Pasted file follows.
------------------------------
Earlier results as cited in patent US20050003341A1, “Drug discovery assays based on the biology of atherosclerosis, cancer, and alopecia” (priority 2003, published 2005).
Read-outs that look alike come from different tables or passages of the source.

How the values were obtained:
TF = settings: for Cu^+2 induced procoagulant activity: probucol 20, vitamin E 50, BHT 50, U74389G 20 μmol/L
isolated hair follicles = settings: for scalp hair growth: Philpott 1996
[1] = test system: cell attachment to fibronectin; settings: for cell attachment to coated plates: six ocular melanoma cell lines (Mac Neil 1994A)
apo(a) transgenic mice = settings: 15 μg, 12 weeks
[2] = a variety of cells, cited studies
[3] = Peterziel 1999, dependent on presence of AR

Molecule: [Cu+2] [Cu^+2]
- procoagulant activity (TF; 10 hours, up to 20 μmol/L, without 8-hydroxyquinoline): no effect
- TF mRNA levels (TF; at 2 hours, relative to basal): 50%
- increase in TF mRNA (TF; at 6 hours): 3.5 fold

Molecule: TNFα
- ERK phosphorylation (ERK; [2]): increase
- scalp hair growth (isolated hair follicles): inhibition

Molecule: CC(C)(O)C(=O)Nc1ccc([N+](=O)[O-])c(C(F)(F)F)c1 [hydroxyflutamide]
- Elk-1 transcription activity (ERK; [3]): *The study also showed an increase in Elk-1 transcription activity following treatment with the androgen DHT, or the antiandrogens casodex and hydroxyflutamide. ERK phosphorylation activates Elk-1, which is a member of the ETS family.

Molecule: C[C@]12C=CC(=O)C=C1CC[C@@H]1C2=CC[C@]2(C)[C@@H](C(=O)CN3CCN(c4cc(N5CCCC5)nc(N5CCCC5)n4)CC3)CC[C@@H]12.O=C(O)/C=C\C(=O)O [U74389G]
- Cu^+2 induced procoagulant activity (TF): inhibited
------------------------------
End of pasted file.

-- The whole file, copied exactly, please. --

Earlier results as cited in patent US20050003341A1, “Drug discovery assays based on the biology of atherosclerosis, cancer, and alopecia” (priority 2003, published 2005).
Read-outs that look alike come from different tables or passages of the source.

How the values were obtained:
TF = settings: for Cu^+2 induced procoagulant activity: probucol 20, vitamin E 50, BHT 50, U74389G 20 μmol/L
isolated hair follicles = settings: for scalp hair growth: Philpott 1996
[1] = test system: cell attachment to fibronectin; settings: for cell attachment to coated plates: six ocular melanoma cell lines (Mac Neil 1994A)
apo(a) transgenic mice = settings: 15 μg, 12 weeks
[2] = a variety of cells, cited studies
[3] = Peterziel 1999, dependent on presence of AR

Molecule: [Cu+2] [Cu^+2]
- procoagulant activity (TF; 10 hours, up to 20 μmol/L, without 8-hydroxyquinoline): no effect
- TF mRNA levels (TF; at 2 hours, relative to basal): 50%
- increase in TF mRNA (TF; at 6 hours): 3.5 fold

Molecule: TNFα
- ERK phosphorylation (ERK; [2]): increase
- scalp hair growth (isolated hair follicles): inhibition

Molecule: CC(C)(O)C(=O)Nc1ccc([N+](=O)[O-])c(C(F)(F)F)c1 [hydroxyflutamide]
- Elk-1 transcription activity (ERK; [3]): *The study also showed an increase in Elk-1 transcription activity following treatment with the androgen DHT, or the antiandrogens casodex and hydroxyflutamide. ERK phosphorylation activates Elk-1, which is a member of the ETS family.

Molecule: C[C@]12C=CC(=O)C=C1CC[C@@H]1C2=CC[C@]2(C)[C@@H](C(=O)CN3CCN(c4cc(N5CCCC5)nc(N5CCCC5)n4)CC3)CC[C@@H]12.O=C(O)/C=C\C(=O)O [U74389G]
- Cu^+2 induced procoagulant activity (TF): inhibited